‘Five-Second Rule’ for Food on Floor Is Untrue, Study Finds [The New York Times] “You may think your floors are so clean you can eat off them, but a new study debunking the so-called five-second rule would suggest otherwise. Professor Donald W. Schaffner, a food microbiologist at Rutgers University in New Jersey, said a two-year study he led concluded that no matter how fast you pick up food that falls on the floor, you will pick up bacteria with it. The findings in the report — “Is the Five-Second Rule Real?” — appeared online this month in the American Society for Microbiology’s journal, Applied and Environmental Microbiology.”
$7 for Corn Flakes? Cereal Gets Makeover at Kellogg’s Store in Times Square [The New York Times] In a brave new world of breakfast food, replete with to-go bars and microwaveable sandwiches, companies like Kellogg’s and General Mills have seen their cereal sales decline over the past decade. Now, in hopes of helping its customers to rethink cereal, Kellogg’s plans to open a branded boutique in Times Square on Monday, charging Manhattan prices — as much as $7.50 — for bowls of Frosted Flakes and Raisin Bran. The cereal will be garnished with foodie flair — like lemon zest and green tea powder — to help justify those prices. “It’s all about honoring tradition but looking differently at a bowl of cereal,” said Anthony Rudolf, who will operate the store, called Kellogg’s NYC.
The New York Times Magazine treated a group of second graders to a seven-course meal at a pricey NYC restaurant. Culinarity ensued. [video, via]
Eating healthy food and eating together is important. But if you hate to cook, what's the best way to do that? (SLNYT)
Christopher Kimball: "He may be the sole person associated with food journalism to remark, 'There’s something about pleasure I find annoying.'"
"Cooking isn't creative, and it isn't easy." A NYT Magazine piece on Christopher Kimball, Cook's Illustrated, and his franchise (America's Test Kitchen, Cook's Country, et al.). "At the core of C.I.’s M.O. are two intrepid observations Kimball has made about the innermost psychology of home cooks. Namely that they 1) are haunted by a fear of humiliation, and 2) will not follow a recipe to the letter, believing that slavishly following directions is an implicit admission that you cannot cook... What the magazine essentially offers its readers is a bargain: if they agree to follow the recipes as written, their cooking will succeed and they will be recognized by family and friends as competent or even expert in the kitchen... The bargain further holds that the peppercorn-crusted filet of beef or butterscotch-cream pie will turn out not only in C.I.’s professional kitchen, with its All-Clad pans and DCS ranges, but also on a lowly electric four-top, using a dull knife and a $20 nonstick skillet." [more inside]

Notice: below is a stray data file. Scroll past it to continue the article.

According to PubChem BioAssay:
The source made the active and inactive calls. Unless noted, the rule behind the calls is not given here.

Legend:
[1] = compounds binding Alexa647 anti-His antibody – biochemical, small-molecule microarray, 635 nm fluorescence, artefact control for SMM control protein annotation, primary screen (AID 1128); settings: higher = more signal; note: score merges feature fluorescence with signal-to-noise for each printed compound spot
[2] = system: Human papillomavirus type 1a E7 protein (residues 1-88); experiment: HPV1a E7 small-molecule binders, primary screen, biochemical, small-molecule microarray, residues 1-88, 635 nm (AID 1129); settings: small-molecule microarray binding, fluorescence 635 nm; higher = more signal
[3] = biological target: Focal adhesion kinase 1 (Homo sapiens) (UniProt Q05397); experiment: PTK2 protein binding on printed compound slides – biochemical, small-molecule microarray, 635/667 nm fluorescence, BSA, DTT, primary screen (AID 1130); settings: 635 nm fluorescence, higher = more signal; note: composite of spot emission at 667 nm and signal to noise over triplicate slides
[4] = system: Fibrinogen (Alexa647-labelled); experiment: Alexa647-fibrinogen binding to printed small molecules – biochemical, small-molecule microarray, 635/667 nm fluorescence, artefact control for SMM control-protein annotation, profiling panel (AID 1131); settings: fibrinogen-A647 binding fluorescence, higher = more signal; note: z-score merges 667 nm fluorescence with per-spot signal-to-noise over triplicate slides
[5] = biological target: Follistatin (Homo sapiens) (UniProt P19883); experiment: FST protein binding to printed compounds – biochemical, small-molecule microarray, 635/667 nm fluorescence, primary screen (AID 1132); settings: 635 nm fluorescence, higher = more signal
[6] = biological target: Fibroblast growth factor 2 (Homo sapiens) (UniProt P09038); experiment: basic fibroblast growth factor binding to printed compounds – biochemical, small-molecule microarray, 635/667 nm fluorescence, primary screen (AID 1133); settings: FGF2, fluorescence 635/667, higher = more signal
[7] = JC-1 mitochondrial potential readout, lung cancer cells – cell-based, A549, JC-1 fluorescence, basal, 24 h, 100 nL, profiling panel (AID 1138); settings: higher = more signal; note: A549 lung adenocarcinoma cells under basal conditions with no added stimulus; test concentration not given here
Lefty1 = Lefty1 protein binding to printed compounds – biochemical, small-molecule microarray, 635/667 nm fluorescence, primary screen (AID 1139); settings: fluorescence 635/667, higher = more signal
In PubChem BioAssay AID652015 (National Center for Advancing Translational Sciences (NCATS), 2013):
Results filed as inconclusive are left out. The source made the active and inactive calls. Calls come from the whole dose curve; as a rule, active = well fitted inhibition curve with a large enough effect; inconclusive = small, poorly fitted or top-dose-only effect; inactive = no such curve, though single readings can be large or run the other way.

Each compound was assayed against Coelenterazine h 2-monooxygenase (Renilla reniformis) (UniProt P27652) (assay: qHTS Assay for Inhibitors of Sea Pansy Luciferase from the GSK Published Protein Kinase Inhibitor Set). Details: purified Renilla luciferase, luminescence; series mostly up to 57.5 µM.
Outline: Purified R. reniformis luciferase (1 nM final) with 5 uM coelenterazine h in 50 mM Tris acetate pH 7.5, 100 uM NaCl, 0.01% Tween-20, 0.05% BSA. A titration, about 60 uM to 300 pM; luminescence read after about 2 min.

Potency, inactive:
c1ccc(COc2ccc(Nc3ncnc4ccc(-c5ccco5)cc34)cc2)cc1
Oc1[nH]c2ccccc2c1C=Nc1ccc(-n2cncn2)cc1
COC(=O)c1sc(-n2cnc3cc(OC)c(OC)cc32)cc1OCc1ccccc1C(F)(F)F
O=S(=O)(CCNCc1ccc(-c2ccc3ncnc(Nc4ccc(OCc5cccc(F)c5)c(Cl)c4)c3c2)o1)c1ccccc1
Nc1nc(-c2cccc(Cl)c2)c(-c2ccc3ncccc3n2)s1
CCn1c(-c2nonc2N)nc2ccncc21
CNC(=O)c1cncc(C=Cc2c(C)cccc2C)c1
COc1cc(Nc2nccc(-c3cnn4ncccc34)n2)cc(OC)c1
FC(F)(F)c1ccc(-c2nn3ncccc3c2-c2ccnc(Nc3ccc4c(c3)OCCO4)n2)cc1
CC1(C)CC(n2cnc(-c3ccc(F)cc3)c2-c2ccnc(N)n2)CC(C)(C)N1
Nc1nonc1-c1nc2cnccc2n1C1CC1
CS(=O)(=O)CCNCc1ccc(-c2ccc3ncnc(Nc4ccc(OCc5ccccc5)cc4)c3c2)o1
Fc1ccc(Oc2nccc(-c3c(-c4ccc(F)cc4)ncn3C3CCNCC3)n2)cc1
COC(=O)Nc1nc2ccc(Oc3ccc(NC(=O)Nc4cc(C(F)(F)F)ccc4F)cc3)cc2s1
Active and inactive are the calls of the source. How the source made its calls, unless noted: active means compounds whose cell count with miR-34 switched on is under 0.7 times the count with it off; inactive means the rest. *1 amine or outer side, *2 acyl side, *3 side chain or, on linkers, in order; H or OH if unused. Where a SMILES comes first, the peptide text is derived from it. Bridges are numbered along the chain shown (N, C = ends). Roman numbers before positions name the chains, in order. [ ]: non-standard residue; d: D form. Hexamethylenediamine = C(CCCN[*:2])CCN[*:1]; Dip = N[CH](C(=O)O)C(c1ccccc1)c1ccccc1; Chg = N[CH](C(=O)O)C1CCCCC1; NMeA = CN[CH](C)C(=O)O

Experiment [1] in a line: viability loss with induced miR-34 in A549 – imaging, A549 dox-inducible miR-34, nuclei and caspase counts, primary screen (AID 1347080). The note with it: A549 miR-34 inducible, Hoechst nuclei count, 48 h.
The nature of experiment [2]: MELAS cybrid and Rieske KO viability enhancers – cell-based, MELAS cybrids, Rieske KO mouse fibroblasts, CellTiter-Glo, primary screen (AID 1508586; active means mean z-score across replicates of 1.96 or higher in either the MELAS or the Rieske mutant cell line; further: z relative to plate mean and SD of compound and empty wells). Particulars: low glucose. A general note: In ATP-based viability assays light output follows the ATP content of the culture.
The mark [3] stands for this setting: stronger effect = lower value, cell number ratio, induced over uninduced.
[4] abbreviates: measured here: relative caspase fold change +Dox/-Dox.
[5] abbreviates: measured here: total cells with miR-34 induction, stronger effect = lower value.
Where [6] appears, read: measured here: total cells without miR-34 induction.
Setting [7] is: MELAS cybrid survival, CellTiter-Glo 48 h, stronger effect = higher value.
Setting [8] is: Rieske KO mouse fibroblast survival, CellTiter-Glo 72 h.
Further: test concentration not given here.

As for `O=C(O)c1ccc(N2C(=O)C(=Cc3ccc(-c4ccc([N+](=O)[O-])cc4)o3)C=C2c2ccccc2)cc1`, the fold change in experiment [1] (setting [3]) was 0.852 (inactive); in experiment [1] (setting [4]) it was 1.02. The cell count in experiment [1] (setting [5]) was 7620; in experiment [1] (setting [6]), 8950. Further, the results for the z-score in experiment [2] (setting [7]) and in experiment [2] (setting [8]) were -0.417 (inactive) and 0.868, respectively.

Beer Brewing Cinemagraphs from Dogfish Head brewery and NYTimes. Sam Calagione of Dogfish Head Craft Brewery and the duo that popularized the term "cinemagraph" share some moving pictures chronicling parts of the brewing (and juice-making) process. More cinemagraphs at this repository, and in other food-related cinemagraphy on the gilt taste category headers.
Back to the Land — an illustrated essay about giving thanks and food and joy and life and things to ponder and such by Maira Kalman. [more inside]
Happy Thanksgiving, MetaFilter! If you have friends from different parts of the U.S., you might have wondered why they consider certain dishes to be an essential part of a Thanksgiving feast, when you've never even thought of them as remotely Thanksgiving-related. Now you can see what dishes were popular searches on allrecipes.com in various states thanks to a series of infographics in the New York Times.
How far away from work do you live? How much of your pay gets used up to get you to and from work, get you around town, and pay for where you live? As gas and food prices continue to rise, "affordability" has become a more critical notion for everyday Americans. The Center for Neighborhood Technology developed their Housing + Transportation Affordability Index, which aims to help better inform renters and owners about the relationship of transportation options to where one lives.